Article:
What do I want to say? Whoever is preparing a presentation, a talk, a speech, will – hopefully – come across this question. You create an outline? Great, but still that does not answer the core question: What do I want to say? What’s the point?
For me, to find the answer to those questions two tools have proven success, taken from the book “Write to the Top – Writing for Corporate Success” from Deborah Dumaine.
First, it is the so called Focus Sheet, next the Presenter’s Blueprint.
A German version of this post is available.
1. The Focus SheetTo start, you need exactly that: the full focus on the message that you want to convey to your counterpart, your presentation’s audience.
The Focus Shet helps with some questions that you should ask yourself. Since I am a friend of Mind Maps, I put those questions in a Mind Map in the Mindjet MindManager format (Affiliate-Link).
The Map for the focus sheet you can download here in the following formats:
- Focus Sheet MindManager Map Part,
- Focus Sheet PDF export,
- Focus Sheet MindMap in FreeMind (an older version of the map).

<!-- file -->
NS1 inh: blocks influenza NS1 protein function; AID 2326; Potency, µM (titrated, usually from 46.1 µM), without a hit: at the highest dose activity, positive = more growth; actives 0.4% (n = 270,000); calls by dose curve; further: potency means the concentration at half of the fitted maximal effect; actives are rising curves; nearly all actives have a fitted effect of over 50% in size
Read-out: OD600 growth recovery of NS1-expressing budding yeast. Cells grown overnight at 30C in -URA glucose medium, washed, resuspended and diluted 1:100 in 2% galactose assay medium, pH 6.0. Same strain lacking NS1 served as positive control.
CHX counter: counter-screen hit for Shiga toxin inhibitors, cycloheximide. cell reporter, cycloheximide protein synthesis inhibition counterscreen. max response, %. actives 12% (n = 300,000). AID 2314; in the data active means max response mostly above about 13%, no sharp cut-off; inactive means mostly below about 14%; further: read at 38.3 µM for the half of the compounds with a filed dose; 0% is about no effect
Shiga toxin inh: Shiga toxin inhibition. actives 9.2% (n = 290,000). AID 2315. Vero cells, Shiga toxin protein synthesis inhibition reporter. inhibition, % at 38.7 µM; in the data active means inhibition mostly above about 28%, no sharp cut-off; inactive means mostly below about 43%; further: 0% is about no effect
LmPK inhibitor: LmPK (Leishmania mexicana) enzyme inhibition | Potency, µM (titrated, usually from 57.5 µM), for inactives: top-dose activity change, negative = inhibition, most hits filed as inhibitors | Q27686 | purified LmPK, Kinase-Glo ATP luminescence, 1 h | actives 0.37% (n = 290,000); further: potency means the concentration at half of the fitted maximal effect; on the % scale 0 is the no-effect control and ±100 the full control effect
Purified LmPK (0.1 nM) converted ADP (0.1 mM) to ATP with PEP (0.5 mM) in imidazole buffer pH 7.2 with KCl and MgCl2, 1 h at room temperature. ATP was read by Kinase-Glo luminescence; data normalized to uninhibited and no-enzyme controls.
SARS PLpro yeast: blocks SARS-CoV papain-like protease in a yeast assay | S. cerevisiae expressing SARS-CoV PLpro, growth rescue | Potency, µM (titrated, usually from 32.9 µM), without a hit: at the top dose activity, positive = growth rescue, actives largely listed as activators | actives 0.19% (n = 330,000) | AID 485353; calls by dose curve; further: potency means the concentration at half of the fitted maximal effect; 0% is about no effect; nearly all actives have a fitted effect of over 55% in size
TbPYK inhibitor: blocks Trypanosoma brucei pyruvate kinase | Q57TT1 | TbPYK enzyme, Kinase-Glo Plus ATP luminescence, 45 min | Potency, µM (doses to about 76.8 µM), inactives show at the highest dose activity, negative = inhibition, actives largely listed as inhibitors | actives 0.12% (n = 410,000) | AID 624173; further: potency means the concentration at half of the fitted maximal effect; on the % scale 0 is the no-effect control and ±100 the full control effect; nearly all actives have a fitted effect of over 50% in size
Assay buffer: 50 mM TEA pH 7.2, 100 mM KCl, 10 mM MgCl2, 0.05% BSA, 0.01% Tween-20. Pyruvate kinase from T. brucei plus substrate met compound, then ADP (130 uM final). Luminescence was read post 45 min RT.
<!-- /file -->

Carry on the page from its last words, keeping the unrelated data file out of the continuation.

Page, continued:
The Icons in the MindManager file are from MindManager, the Icons in FreeMind are from FreeMind, the questions and texts are from the book of Deborah Dumaine.
2. The Presenter’s Blueprint
After you finished the Focus Sheet and collected a lot of ideas for your presentation that crossed your mind when working on the Focus Sheet, you can layout the outline of your speech or talk. Again no rocket science but a pragmatic template is given with the presenter’s blueprint. This is exactly the next part I drag into my mind map for the talk project. Like the Focus Sheet, I took Deborah Dumaines’ concept.
When filling the template, do copy and rename the branch “Body” according to the number of parts that your speech shall contain.
The Map for the presenter’s blueprint you can download here in the following formats:
Again the Icons in the MindManager file are from MindManager, the Icons in FreeMind are from FreeMind, the questions and texts are from the book of Deborah Dumaine.
So now, how do you approach your presentations and speeches?